By Vicki Clark
As I was gathering information for this piece I talked with Msg. Raul Trevizo, who was raised in Hayden. He described the history of St. Joseph’s Parish as a trinity…The Founding, The New Church and The Remodeling. The three were equally important to help build and blend the parish into what it is today. This is the second and third installments of the trinity.
The New Church
A few years after Fr. Machain came to the parish, it was decided that a new church should be built. The existing St. Joseph had served the Catholic faithful for more than 40 years, but the cost of maintaining and repairing the old building was climbing each year.
A site was selected and construction began. The new church would sit high on a hill on Mountain View just off Hwy 177 overlooking the Gila Valley below. The original plans called for a modern fan shaped building with a basement that would house a parish hall and kitchen. But those plans were changed much to the surprise of the parishioners who were hard at work raising funds for the building.
After the top of hill was leveled and the basement was dug out, orders came from the Diocesan Office of Property and Planning to fill the hole back in and the plans were being changed. It wasn’t known at the time why, but later it was discovered that the changes were thanks to a certain person in that office who was embezzling funds. He skimmed off the differences in the original costs and pocketed the money. Two other parishes in the Diocese also fell victim to this scheme. The person was eventually caught and served time, but unfortunately not before the buildings were well on the way to completion.
The first Mass at the new St. Joseph was held in December of 1974 and the church was officially dedicated on Mar. 16, 1975 with the most Rev. Bishop Francis Green officiating. Fr. Machain wanted to give everyone before some time to get acquainted with the new building to see how things worked before the dedication.
Finishing work still had to be done on the structure and landscaping and road improvements were needed. Fr. Machain praised the new church’s versatility, saying that a soundproof screen could be used to divide the main room into a parish hall and a worship area. The altar, pulpit and lectern were in the middle of the room.
Other features included a prayer room, offices, a confessional, storerooms, a kitchen and a dining area. In addition, Fr. hoped to have a new rectory built. The parish had raised $175,000 of the church’s costs and was built by the Matt Lang Construction Co. of Tucson. It was designed by architect Jim Smith, also of Tucson.
Worship services at the old St. Joseph’s ended with the opening of the new church but the facilities were still used for church functions and as a youth ministry center for awhile.
In the meantime, plans were being made for the fate of the Our Lady of Guadalupe. It was to be demolished but not forgotten. The mission became a pile of rubble and the old church in Hayden was abandoned but the heart of the buildings live on.
Fr. Bryan Sherry, who came to Hayden in 1976, said at the time he didn’t think the people would mind as long as the cherished symbols were moved.
The life sized statue of Our Lady of Guadalupe which was located above the main altar was installed in the sanctuary of the new church and the life size crucifix of Christ from the Hayden church was placed opposite the statue. Also moved were the bells from both buildings and they still ring out to call worshipers from high on the hill.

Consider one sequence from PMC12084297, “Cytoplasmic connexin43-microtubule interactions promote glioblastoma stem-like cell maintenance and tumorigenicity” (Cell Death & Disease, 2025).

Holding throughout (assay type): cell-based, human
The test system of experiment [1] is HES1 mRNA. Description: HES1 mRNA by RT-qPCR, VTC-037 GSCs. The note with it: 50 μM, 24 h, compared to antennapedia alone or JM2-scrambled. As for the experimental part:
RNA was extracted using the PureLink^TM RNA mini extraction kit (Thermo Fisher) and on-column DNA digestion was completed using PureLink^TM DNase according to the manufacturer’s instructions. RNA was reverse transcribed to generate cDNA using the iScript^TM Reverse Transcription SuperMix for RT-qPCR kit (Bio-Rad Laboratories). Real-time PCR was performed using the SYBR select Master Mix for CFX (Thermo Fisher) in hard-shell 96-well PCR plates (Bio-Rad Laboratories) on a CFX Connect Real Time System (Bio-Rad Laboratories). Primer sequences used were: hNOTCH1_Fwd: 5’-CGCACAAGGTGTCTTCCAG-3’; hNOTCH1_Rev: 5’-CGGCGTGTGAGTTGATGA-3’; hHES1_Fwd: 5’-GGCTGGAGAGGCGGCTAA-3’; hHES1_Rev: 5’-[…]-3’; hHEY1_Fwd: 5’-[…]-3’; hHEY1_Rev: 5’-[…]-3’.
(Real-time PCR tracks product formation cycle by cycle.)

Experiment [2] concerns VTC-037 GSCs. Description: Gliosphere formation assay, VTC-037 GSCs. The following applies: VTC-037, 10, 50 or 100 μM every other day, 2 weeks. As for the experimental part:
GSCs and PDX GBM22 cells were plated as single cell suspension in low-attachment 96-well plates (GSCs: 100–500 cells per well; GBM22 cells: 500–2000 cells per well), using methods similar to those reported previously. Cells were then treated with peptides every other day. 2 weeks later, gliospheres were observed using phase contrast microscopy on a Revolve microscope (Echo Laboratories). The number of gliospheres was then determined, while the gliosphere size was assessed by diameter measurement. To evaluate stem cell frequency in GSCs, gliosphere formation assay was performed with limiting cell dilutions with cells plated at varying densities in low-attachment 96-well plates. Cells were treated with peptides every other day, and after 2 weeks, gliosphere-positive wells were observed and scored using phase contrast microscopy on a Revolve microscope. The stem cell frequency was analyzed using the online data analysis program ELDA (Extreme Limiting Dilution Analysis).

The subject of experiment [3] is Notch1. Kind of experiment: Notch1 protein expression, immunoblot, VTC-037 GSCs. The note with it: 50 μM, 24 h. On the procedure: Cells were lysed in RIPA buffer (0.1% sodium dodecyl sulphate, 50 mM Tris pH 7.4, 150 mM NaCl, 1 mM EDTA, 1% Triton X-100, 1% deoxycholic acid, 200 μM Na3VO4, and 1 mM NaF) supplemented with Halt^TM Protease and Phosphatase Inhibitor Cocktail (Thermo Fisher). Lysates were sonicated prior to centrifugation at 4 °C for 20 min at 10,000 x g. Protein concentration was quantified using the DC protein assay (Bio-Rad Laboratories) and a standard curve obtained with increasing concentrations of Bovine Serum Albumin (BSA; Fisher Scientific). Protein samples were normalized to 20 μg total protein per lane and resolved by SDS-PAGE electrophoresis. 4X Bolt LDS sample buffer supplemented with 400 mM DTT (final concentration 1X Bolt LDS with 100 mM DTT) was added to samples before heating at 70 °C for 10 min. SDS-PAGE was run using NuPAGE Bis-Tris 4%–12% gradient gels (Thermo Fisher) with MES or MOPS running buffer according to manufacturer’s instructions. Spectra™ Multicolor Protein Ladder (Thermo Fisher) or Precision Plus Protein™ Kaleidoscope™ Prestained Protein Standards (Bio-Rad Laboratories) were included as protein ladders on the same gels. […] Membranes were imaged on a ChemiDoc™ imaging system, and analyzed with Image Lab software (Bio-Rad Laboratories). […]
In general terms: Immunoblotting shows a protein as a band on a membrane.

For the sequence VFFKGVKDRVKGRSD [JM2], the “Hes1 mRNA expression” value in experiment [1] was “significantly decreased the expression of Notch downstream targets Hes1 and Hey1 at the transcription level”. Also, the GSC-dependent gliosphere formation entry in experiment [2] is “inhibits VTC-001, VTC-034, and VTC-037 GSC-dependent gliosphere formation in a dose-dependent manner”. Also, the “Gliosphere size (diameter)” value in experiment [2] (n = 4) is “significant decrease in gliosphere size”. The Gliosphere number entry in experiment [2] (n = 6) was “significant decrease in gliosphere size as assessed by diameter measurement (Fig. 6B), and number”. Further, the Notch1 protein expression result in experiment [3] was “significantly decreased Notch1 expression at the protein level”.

By moving the bells and the statues to the new church “the past is included in present tradition.”
Before Fr. Sherry arrived at St. Joseph’s Fr. Joseph Bartos served the parish for a short time. Fr. Ed Carscallen followed Fr. Sherry and other priests were between October of 1983 and June of 2001 included Fr. Leopold Gleissner, Fr. Kevin Clinch (who served for 12 years), and Fr. Larry Kasper.
Soon after Fr. Dale Branson arrived at St. Joseph’s in July of 2001, he began formulating plans to update the church to make it more usable and comfortable. His enthusiasm got the people excited and many projects were completed during his 10 year stay at the parish.
The folding doors behind the back altar were replaced with a solid wall and a door opening. The Blessed Sacrament Chapel was created, the rails to the altar were constructed and the interior of the church was painted with murals by local artist Wanda Mitchell-Tucker.
New lighting was installed to highlight the statues and artwork. Stained glass windows replaced the old windows and new doors were also installed.
The most enthusiasm came when new padded pews replaced the old folding chairs and a steeple went up on the roof of the building.
As one parishioner said, “He turned a funeral home into a church,” and another said, “Now it’s a Church.
Fr. Robert Rodriquez came to the parish in November of 2011 and did a little remodeling of his own by expanding the office areas and adding more space to the religious gift shop.
Fr. Robert left in June of 2013 and the parish is now ministered to by Fr. Matthew Thayil, a missionary from India. So it has gone full circle in the last 100 years, a parish founded by a missionary is now again served by a missionary.
Many sacraments have been given and received at St. Joseph’s many buildings over the years, some of these buildings are gone, but the spirit of the people remain strong in their belief in their parish. As Fr. Thayil says, “It’s not the church building that makes the parish, it’s the people.”
I want to acknowledge Homer Ortega for providing such great material and pictures, Msg. Raul Trevizo and Fr. Dale Branson for allowing me to pick their brains and most of all Fr. Anastasio G. Font, OCD, who did the research and put together the booklet called Carmelites Among the Miners where the majority of my information came from.